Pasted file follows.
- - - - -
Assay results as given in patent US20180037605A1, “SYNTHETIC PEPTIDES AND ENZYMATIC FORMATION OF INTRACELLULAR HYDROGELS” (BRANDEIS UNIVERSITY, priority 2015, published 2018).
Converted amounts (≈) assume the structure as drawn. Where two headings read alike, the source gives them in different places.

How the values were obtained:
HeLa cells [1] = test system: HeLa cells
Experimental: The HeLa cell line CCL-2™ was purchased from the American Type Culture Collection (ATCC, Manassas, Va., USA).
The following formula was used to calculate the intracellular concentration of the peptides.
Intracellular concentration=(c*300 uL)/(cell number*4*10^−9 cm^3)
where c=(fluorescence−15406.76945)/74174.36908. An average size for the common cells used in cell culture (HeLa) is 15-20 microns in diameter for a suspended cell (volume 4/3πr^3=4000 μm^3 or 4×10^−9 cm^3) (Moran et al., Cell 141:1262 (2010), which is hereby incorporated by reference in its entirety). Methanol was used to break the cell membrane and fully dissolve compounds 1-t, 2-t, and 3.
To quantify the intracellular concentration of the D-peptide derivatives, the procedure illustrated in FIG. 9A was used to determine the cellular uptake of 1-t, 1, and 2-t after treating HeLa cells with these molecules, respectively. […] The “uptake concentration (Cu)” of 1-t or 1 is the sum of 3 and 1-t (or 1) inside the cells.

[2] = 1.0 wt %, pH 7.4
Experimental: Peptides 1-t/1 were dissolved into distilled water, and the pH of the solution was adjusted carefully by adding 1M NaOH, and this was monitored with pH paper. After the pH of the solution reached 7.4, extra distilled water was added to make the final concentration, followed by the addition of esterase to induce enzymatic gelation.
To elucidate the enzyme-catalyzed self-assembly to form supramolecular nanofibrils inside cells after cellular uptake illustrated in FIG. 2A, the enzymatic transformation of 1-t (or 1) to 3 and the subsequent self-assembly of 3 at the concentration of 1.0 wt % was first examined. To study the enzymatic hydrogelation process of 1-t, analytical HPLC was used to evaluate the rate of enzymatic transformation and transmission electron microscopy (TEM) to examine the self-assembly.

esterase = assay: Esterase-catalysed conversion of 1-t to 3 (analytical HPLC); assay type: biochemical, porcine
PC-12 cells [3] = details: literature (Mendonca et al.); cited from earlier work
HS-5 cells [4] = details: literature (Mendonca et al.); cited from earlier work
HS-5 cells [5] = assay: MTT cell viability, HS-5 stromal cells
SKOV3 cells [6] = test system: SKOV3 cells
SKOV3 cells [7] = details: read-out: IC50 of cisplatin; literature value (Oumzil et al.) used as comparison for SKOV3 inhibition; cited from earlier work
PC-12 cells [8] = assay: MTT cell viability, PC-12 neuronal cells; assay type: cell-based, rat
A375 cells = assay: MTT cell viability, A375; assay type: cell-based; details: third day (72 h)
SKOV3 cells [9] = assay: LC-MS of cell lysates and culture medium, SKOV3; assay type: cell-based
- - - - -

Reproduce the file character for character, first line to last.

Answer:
Assay results as given in patent US20180037605A1, “SYNTHETIC PEPTIDES AND ENZYMATIC FORMATION OF INTRACELLULAR HYDROGELS” (BRANDEIS UNIVERSITY, priority 2015, published 2018).
Converted amounts (≈) assume the structure as drawn. Where two headings read alike, the source gives them in different places.

How the values were obtained:
HeLa cells [1] = test system: HeLa cells
Experimental: The HeLa cell line CCL-2™ was purchased from the American Type Culture Collection (ATCC, Manassas, Va., USA).
The following formula was used to calculate the intracellular concentration of the peptides.
Intracellular concentration=(c*300 uL)/(cell number*4*10^−9 cm^3)
where c=(fluorescence−15406.76945)/74174.36908. An average size for the common cells used in cell culture (HeLa) is 15-20 microns in diameter for a suspended cell (volume 4/3πr^3=4000 μm^3 or 4×10^−9 cm^3) (Moran et al., Cell 141:1262 (2010), which is hereby incorporated by reference in its entirety). Methanol was used to break the cell membrane and fully dissolve compounds 1-t, 2-t, and 3.
To quantify the intracellular concentration of the D-peptide derivatives, the procedure illustrated in FIG. 9A was used to determine the cellular uptake of 1-t, 1, and 2-t after treating HeLa cells with these molecules, respectively. […] The “uptake concentration (Cu)” of 1-t or 1 is the sum of 3 and 1-t (or 1) inside the cells.

[2] = 1.0 wt %, pH 7.4
Experimental: Peptides 1-t/1 were dissolved into distilled water, and the pH of the solution was adjusted carefully by adding 1M NaOH, and this was monitored with pH paper. After the pH of the solution reached 7.4, extra distilled water was added to make the final concentration, followed by the addition of esterase to induce enzymatic gelation.
To elucidate the enzyme-catalyzed self-assembly to form supramolecular nanofibrils inside cells after cellular uptake illustrated in FIG. 2A, the enzymatic transformation of 1-t (or 1) to 3 and the subsequent self-assembly of 3 at the concentration of 1.0 wt % was first examined. To study the enzymatic hydrogelation process of 1-t, analytical HPLC was used to evaluate the rate of enzymatic transformation and transmission electron microscopy (TEM) to examine the self-assembly.

esterase = assay: Esterase-catalysed conversion of 1-t to 3 (analytical HPLC); assay type: biochemical, porcine
PC-12 cells [3] = details: literature (Mendonca et al.); cited from earlier work
HS-5 cells [4] = details: literature (Mendonca et al.); cited from earlier work
HS-5 cells [5] = assay: MTT cell viability, HS-5 stromal cells
SKOV3 cells [6] = test system: SKOV3 cells
SKOV3 cells [7] = details: read-out: IC50 of cisplatin; literature value (Oumzil et al.) used as comparison for SKOV3 inhibition; cited from earlier work
PC-12 cells [8] = assay: MTT cell viability, PC-12 neuronal cells; assay type: cell-based, rat
A375 cells = assay: MTT cell viability, A375; assay type: cell-based; details: third day (72 h)
SKOV3 cells [9] = assay: LC-MS of cell lysates and culture medium, SKOV3; assay type: cell-based